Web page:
Rod Sullivan, Supervisor, Johnson County, Iowa

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December 7, 2008

Sullivan’s Salvos 12/9/08

Johnson County is holding an open house Tuesday at 4 PM for the new SEATS and Secondary Roads building on Melrose Avenue just west of Highway 218.

I urge everyone to stop out, enjoy some refreshments, and learn more about the SEATS and Secondary Roads departments.

Remember how I talked about my goal of every Department Head in Johnson County being among Iowa’s 3-4 best at her/his particular job? One Department Head who exceeds that lofty standard is County Assessor Bill Greazel. The Johnson County Assessor routinely ranks in the top 2 in Iowa by every objective measure. Assessor Greazel recently wrote an outstanding piece explaining the current state of valuations in Johnson County. I am reprinting a slightly edited version here:

State law requires that all real estate in Iowa be revalued every odd-numbered year. Typically, in anticipation of this, we’d be starting to prepare assessment notices to send to all Johnson County property owners next April. That’s what we’ve done every odd-numbered year in recent history. In 2009, however, we won’t be doing such a mailing.

That’s because most property values are unchanged since the last assessment cycle in 2007—and it’s not economical to spend 60 cents (or more) to mail notices saying that nothing has changed. (Of course, owners whose property has changed in value for various reasons will still be notified.)

Some residents will be disappointed to learn that property values are not continuing to climb like they have in past years. The good news is that Johnson County fares better than most other areas of the U.S. right now; values in some markets have declined 30 percent or more. The market here is still stable and generally healthy.

There will also be property owners who expect their assessment to go down because of all the negative news about real estate lately; a few might even wish for that scenario because it might mean a decrease in their property taxes. But they probably don’t realize that having a real estate investment go down in value is not a good thing—it’s akin to watching a bank or other investment account balance decline.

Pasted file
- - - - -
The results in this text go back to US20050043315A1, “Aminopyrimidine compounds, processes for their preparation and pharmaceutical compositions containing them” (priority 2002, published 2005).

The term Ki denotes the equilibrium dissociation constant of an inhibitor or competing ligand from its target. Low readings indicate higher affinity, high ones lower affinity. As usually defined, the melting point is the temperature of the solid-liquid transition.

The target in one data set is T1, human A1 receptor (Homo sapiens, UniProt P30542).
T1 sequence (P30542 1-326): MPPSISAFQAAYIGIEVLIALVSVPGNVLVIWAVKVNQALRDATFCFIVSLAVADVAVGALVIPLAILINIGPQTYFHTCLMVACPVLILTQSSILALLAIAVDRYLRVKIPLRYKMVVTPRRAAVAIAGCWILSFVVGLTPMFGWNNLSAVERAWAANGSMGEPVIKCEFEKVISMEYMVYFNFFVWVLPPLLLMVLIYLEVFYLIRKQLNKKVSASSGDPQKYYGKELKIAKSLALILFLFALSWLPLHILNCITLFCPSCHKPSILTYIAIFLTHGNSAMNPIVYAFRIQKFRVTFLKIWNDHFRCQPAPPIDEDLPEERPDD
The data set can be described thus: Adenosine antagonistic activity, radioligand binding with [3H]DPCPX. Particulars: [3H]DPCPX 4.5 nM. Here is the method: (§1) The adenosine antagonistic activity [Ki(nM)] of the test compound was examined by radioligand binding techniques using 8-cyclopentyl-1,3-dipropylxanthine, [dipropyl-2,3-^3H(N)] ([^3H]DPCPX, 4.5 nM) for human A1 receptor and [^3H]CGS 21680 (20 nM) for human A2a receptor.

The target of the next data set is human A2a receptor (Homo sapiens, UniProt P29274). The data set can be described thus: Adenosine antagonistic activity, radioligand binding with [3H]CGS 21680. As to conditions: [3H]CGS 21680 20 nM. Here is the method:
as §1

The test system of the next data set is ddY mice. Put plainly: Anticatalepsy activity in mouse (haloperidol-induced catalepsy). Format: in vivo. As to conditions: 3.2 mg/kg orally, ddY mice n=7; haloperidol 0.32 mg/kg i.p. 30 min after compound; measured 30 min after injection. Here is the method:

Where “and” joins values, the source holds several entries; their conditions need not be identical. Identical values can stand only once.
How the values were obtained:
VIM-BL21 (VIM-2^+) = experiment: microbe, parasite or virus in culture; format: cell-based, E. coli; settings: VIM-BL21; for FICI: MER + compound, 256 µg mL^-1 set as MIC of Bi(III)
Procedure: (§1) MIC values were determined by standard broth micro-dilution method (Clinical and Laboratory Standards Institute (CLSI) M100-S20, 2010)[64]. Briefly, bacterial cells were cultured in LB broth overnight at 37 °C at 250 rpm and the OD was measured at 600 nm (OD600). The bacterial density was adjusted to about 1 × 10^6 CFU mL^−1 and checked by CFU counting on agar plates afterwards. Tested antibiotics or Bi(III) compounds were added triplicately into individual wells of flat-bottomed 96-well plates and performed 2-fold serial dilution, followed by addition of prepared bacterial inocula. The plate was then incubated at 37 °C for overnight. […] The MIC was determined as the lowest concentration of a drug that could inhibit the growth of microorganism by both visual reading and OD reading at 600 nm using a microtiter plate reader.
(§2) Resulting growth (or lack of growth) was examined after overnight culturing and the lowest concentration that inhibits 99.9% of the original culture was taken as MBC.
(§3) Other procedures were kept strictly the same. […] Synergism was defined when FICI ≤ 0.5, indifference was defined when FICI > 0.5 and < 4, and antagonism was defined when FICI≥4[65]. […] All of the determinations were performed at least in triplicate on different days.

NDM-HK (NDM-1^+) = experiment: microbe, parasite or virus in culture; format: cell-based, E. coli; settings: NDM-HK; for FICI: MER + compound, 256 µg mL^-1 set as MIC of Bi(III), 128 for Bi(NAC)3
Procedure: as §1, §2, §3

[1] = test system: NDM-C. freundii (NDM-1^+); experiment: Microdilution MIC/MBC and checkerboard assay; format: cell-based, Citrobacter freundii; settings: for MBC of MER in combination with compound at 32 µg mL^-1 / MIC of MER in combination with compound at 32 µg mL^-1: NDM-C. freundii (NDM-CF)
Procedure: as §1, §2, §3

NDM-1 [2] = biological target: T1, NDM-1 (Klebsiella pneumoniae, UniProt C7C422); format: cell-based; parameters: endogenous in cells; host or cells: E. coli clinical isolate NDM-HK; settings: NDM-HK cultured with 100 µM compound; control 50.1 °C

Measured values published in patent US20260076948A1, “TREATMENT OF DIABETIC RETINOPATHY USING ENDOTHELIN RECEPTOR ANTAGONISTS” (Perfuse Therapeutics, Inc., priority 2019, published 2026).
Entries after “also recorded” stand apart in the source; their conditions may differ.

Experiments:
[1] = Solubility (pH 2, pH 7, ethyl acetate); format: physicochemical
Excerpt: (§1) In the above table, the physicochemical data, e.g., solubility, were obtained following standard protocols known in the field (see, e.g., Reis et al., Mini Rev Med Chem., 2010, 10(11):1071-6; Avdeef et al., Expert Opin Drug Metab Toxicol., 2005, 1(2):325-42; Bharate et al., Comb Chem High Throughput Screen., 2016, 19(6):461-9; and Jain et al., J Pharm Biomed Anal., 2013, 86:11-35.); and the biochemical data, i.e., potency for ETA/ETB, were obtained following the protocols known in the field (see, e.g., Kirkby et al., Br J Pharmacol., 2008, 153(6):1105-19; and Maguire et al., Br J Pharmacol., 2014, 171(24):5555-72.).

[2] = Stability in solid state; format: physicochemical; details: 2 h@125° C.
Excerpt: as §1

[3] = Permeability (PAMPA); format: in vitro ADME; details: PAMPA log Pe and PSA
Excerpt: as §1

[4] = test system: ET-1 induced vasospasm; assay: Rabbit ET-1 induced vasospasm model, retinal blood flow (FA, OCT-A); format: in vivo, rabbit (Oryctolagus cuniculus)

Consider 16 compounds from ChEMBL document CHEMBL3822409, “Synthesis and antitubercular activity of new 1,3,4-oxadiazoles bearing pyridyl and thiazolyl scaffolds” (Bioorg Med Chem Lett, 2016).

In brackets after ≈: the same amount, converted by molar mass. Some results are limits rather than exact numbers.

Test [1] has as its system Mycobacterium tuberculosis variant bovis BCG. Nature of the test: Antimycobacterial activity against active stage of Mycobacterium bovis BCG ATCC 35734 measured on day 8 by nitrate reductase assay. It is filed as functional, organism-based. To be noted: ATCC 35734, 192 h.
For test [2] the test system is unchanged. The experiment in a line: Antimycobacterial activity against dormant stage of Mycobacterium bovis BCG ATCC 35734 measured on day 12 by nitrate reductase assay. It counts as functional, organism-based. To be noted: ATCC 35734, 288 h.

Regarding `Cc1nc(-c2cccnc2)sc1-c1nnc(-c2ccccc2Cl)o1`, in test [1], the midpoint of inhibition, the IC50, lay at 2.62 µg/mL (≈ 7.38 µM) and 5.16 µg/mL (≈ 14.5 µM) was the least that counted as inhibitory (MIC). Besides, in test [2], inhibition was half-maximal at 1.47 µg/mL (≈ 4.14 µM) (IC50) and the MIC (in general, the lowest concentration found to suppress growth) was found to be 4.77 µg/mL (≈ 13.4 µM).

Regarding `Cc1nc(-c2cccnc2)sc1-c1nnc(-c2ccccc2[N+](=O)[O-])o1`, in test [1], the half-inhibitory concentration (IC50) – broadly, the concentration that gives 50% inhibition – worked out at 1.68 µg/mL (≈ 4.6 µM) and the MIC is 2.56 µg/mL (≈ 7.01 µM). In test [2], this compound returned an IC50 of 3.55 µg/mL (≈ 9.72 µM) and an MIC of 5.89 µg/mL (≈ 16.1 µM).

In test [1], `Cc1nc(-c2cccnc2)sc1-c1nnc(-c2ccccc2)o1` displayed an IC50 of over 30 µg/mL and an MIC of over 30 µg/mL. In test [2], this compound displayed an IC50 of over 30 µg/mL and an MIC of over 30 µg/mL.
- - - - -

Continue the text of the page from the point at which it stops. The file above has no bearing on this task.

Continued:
To be sure, the number of Johnson County residential sales are down about 12 percent from 2007. (They’re down more than 18 percent in Iowa City proper.) But median sale prices (and thus assessed values) in Johnson County have not declined as sales have slowed.

Some real estate markets are also battered by foreclosures, which can drive all home prices lower. (Foreclosures sometimes cause a glut of homes on the market, and they’re often sold at fire-sale prices.) We’re fortunate to escape most of this situation in Johnson County. Through third quarter 2008, foreclosures accounted for less than 4 percent of all residential sales, and so far are having a negligible impact on prices.

We can’t predict where the market is headed—our mission is to stay focused on current real estate values. But we are pleased to be living and working in a market where values are holding steady, and the outlook is positive.

In the wake of Thanksgiving, perhaps you need something additional for which to be thankful. Try this:

I drove for the Shelter Overflow on Thanksgiving night. In addition to a full 29 people at Shelter House, 21 additional people spent the night at Saint Thomas More. It was so crowded that St. Thomas More even ran out of blankets!

On one of our biggest holidays, when people get together with family and friends to share a feast, the Shelter House is that overcrowded. Add in the population at DVIP and people who remained out on the street, and it is reasonable to assume that over 100 people in Johnson County had nowhere to sleep Thanksgiving night.

Just a few hours later, at the ridiculous hours of 4, 5, and 6 AM, shoppers streamed to worship at the temples of retail. What if just one percent of the money spent on Friday the 28th was donated to Shelter House?

I think next year, Shelter House ought to hold a fundraiser at 4 AM on the Friday after Thanksgiving. Advertise it right alongside Wal-Mart and Best Buy. Give people a legitimate reason to be out at that time.

DID YOU KNOW? One half of the homes that the US will need by the year 2030 do not exist today. (Source: the Brookings Institute.)

Anyone interested in learning more about County government should take a look at the County website- .

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As always, feel free to contact me at 354-7199 or I look forward to serving you!



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